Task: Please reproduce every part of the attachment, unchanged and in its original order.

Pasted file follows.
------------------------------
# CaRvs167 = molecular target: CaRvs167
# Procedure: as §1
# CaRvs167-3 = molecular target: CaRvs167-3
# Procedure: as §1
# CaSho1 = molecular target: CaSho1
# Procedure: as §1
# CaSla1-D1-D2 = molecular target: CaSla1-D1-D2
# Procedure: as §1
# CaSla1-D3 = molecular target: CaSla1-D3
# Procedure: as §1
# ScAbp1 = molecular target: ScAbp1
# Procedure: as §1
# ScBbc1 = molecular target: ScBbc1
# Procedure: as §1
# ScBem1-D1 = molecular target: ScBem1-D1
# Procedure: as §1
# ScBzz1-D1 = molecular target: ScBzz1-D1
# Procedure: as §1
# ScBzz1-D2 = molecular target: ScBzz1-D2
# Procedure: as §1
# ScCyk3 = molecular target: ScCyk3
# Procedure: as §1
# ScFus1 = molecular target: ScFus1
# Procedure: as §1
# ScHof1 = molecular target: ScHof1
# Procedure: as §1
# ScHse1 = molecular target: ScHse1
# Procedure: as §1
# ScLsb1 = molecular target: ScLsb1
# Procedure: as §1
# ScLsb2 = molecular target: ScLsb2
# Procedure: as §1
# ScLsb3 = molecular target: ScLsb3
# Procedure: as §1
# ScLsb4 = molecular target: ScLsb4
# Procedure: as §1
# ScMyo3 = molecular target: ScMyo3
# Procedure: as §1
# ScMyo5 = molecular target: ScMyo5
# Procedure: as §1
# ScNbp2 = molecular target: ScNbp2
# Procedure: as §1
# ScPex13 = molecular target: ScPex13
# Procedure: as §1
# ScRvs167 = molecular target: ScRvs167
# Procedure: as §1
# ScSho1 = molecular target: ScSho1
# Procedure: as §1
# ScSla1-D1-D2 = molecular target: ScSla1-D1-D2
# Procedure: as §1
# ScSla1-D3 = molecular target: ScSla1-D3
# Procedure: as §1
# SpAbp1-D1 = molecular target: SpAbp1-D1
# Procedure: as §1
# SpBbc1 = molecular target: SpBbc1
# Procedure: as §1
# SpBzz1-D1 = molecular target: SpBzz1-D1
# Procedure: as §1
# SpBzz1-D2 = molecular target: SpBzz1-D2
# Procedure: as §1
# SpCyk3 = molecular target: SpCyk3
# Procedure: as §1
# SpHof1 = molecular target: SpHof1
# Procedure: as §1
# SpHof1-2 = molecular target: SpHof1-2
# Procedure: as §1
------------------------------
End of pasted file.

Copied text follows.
# CaRvs167 = molecular target: CaRvs167
# Procedure: as §1
# CaRvs167-3 = molecular target: CaRvs167-3
# Procedure: as §1
# CaSho1 = molecular target: CaSho1
# Procedure: as §1
# CaSla1-D1-D2 = molecular target: CaSla1-D1-D2
# Procedure: as §1
# CaSla1-D3 = molecular target: CaSla1-D3
# Procedure: as §1
# ScAbp1 = molecular target: ScAbp1
# Procedure: as §1
# ScBbc1 = molecular target: ScBbc1
# Procedure: as §1
# ScBem1-D1 = molecular target: ScBem1-D1
# Procedure: as §1
# ScBzz1-D1 = molecular target: ScBzz1-D1
# Procedure: as §1
# ScBzz1-D2 = molecular target: ScBzz1-D2
# Procedure: as §1
# ScCyk3 = molecular target: ScCyk3
# Procedure: as §1
# ScFus1 = molecular target: ScFus1
# Procedure: as §1
# ScHof1 = molecular target: ScHof1
# Procedure: as §1
# ScHse1 = molecular target: ScHse1
# Procedure: as §1
# ScLsb1 = molecular target: ScLsb1
# Procedure: as §1
# ScLsb2 = molecular target: ScLsb2
# Procedure: as §1
# ScLsb3 = molecular target: ScLsb3
# Procedure: as §1
# ScLsb4 = molecular target: ScLsb4
# Procedure: as §1
# ScMyo3 = molecular target: ScMyo3
# Procedure: as §1
# ScMyo5 = molecular target: ScMyo5
# Procedure: as §1
# ScNbp2 = molecular target: ScNbp2
# Procedure: as §1
# ScPex13 = molecular target: ScPex13
# Procedure: as §1
# ScRvs167 = molecular target: ScRvs167
# Procedure: as §1
# ScSho1 = molecular target: ScSho1
# Procedure: as §1
# ScSla1-D1-D2 = molecular target: ScSla1-D1-D2
# Procedure: as §1
# ScSla1-D3 = molecular target: ScSla1-D3
# Procedure: as §1
# SpAbp1-D1 = molecular target: SpAbp1-D1
# Procedure: as §1
# SpBbc1 = molecular target: SpBbc1
# Procedure: as §1
# SpBzz1-D1 = molecular target: SpBzz1-D1
# Procedure: as §1
# SpBzz1-D2 = molecular target: SpBzz1-D2
# Procedure: as §1
# SpCyk3 = molecular target: SpCyk3
# Procedure: as §1
# SpHof1 = molecular target: SpHof1
# Procedure: as §1
# SpHof1-2 = molecular target: SpHof1-2
# Procedure: as §1